I genuinely enjoy connecting with others. I love having random conversations and learning life stories. I like to listen. And I, like most people, have been lucky enough to make unique and wonderful friendships throughout the 23 years, 7 months, and 30 days of my life (but who’s counting?).
And then, there is that other type of relationship: a connection we’ll have with a stranger or an acquaintance that’s short-lived. The random conversation you have with someone on a crowded bus, or on a line to buy movie tickets. The guy you buy coffee from every morning, or the old woman who lives upstairs. I find these connections just as beautiful and important as any family member or friend.
I talked about this with my friend Davey (heeey Davey!) over Ethiopian food last week. He told me about a hike he went on out West—he met up with some other backpackers and they spent the whole day traversing the red rocks. They got along excellently and could easily have turned into long-time pals. Yet when it was time to part ways…they did.
This story reminded me of a bus ride from D.C. to New York. I sat at a table with a father and his two grown children and the four of us spent the whooole northern journey playing gin-rummy and eating carrot cake cookies (i KNOW). I learned all about this quirky trio, and before we knew it, we were pulling over in midtown and set to go our separate ways. Part of me didn’t want to walk away—we just spent five hours together laughing and learning, and I knew I’d never see them again. Still, I simply remarked how great it was to meet them, and left.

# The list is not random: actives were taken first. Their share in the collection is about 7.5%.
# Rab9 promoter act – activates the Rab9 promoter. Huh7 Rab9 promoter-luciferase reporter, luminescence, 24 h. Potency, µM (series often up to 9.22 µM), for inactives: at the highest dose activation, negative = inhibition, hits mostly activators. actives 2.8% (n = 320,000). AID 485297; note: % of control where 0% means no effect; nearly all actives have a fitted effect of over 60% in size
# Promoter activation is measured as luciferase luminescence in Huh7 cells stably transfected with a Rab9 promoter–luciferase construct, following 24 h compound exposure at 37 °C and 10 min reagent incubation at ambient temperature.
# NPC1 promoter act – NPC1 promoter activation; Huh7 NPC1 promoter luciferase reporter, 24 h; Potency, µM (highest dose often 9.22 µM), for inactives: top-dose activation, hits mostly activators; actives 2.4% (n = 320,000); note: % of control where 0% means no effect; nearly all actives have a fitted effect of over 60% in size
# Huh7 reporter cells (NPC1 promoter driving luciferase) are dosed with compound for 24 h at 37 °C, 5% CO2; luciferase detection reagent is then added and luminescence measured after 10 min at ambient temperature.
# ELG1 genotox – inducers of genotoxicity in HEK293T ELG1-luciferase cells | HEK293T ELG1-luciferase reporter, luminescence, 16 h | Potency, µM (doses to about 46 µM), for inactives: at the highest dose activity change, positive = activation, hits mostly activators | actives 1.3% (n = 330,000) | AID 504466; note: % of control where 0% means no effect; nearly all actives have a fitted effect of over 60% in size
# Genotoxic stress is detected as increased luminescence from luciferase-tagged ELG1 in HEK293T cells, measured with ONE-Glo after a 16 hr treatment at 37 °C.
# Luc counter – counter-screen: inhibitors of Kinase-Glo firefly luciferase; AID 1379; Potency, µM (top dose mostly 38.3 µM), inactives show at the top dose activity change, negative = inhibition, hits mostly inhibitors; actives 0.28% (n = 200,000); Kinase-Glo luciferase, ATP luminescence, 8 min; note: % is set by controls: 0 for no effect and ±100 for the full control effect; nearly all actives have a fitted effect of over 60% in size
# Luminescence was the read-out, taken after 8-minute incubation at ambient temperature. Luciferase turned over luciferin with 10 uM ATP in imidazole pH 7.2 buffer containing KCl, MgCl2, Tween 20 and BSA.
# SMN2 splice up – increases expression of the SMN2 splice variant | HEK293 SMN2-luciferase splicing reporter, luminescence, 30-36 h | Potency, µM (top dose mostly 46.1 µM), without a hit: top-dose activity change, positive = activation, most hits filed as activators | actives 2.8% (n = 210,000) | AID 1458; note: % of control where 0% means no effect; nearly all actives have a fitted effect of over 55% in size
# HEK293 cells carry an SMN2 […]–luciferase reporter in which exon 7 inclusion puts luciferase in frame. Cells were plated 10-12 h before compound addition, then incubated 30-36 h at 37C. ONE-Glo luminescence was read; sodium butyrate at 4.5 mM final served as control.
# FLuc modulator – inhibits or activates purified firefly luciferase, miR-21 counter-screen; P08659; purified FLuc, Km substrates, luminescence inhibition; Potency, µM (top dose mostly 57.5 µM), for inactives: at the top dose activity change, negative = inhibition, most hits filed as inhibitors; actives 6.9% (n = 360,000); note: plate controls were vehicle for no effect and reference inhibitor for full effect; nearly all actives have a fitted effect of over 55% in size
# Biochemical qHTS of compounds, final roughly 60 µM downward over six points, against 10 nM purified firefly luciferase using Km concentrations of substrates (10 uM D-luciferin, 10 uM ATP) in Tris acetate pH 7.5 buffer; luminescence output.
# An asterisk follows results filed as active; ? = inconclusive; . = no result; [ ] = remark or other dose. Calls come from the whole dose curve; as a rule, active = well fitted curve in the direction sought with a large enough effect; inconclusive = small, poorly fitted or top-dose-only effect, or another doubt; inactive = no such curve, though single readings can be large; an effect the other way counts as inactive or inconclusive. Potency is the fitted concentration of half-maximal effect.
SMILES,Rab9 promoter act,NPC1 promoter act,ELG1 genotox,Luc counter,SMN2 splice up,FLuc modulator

I still think about this family and am reminded about how great that bus ride was. And Davey will remember that hike and those fellow backpackers. And you know what? That’s more than enough. I’ll continue to tell the bodega owner down the street “have a great day” when I purchase my coffee, and I’ll never forget to thank the woman who hands me a towel after I workout at the gym. The African laundry lady will always tell me a story when I pick up my clean clothes, and the guy who chops my salad will never stop asking what dressing I want (balsamic every time).
I’ll never spend Christmas with these people, and I may never even learn their names. Yet if I couldn’t have random conversations and quick connections with strangers, I would feel devoid of something. And…and…I wonder what would happen if everyone valued and respected strangers as much as they did family and friends. At the very least, we’d all be a little happier, don’t you think?